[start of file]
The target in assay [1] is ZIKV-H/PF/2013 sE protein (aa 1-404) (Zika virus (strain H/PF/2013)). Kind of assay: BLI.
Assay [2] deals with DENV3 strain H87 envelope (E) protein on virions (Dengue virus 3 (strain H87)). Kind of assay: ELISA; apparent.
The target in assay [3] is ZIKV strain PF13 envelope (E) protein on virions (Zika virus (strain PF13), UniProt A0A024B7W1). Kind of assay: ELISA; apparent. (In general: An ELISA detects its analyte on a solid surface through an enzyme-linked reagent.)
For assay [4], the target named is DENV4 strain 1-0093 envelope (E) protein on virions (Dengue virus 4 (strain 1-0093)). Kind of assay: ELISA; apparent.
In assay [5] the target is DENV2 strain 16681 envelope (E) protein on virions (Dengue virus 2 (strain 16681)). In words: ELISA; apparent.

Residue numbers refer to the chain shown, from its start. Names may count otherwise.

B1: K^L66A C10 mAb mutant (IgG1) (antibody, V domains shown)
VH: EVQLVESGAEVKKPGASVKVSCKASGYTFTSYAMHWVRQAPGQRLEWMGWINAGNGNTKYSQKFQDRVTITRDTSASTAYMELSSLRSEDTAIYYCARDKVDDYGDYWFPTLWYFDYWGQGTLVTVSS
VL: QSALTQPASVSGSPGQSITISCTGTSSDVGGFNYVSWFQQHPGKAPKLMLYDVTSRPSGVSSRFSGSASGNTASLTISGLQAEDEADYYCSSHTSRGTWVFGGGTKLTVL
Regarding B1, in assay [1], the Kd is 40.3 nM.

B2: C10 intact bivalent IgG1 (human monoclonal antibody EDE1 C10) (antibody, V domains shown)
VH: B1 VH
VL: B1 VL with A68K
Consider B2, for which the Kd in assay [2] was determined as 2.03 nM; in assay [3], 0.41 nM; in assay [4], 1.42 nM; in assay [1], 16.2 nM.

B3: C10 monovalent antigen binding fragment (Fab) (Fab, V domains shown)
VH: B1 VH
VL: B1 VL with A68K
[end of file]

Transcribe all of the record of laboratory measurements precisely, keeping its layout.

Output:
The target in assay [1] is ZIKV-H/PF/2013 sE protein (aa 1-404) (Zika virus (strain H/PF/2013)). Kind of assay: BLI.
Assay [2] deals with DENV3 strain H87 envelope (E) protein on virions (Dengue virus 3 (strain H87)). Kind of assay: ELISA; apparent.
The target in assay [3] is ZIKV strain PF13 envelope (E) protein on virions (Zika virus (strain PF13), UniProt A0A024B7W1). Kind of assay: ELISA; apparent. (In general: An ELISA detects its analyte on a solid surface through an enzyme-linked reagent.)
For assay [4], the target named is DENV4 strain 1-0093 envelope (E) protein on virions (Dengue virus 4 (strain 1-0093)). Kind of assay: ELISA; apparent.
In assay [5] the target is DENV2 strain 16681 envelope (E) protein on virions (Dengue virus 2 (strain 16681)). In words: ELISA; apparent.

Residue numbers refer to the chain shown, from its start. Names may count otherwise.

B1: K^L66A C10 mAb mutant (IgG1) (antibody, V domains shown)
VH: EVQLVESGAEVKKPGASVKVSCKASGYTFTSYAMHWVRQAPGQRLEWMGWINAGNGNTKYSQKFQDRVTITRDTSASTAYMELSSLRSEDTAIYYCARDKVDDYGDYWFPTLWYFDYWGQGTLVTVSS
VL: QSALTQPASVSGSPGQSITISCTGTSSDVGGFNYVSWFQQHPGKAPKLMLYDVTSRPSGVSSRFSGSASGNTASLTISGLQAEDEADYYCSSHTSRGTWVFGGGTKLTVL
Regarding B1, in assay [1], the Kd is 40.3 nM.

B2: C10 intact bivalent IgG1 (human monoclonal antibody EDE1 C10) (antibody, V domains shown)
VH: B1 VH
VL: B1 VL with A68K
Consider B2, for which the Kd in assay [2] was determined as 2.03 nM; in assay [3], 0.41 nM; in assay [4], 1.42 nM; in assay [1], 16.2 nM.

B3: C10 monovalent antigen binding fragment (Fab) (Fab, V domains shown)
VH: B1 VH
VL: B1 VL with A68K